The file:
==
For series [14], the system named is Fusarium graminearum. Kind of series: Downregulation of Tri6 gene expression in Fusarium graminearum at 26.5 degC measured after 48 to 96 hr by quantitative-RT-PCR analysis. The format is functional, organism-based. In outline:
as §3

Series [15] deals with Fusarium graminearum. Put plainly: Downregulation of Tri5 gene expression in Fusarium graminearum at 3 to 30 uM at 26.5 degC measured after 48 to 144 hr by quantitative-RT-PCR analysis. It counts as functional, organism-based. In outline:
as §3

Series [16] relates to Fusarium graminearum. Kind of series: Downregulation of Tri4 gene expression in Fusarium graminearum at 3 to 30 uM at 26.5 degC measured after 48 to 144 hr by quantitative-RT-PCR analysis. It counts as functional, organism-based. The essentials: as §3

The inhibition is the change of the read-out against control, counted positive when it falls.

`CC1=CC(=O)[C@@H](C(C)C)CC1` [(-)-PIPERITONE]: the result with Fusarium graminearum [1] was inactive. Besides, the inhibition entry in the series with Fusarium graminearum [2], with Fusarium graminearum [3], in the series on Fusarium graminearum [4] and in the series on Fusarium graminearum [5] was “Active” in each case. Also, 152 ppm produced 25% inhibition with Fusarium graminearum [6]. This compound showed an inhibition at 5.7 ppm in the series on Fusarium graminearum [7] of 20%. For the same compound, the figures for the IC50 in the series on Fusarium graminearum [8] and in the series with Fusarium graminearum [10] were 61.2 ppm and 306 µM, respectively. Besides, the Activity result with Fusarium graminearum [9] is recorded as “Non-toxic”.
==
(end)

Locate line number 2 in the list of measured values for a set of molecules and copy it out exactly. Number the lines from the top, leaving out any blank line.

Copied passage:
as §3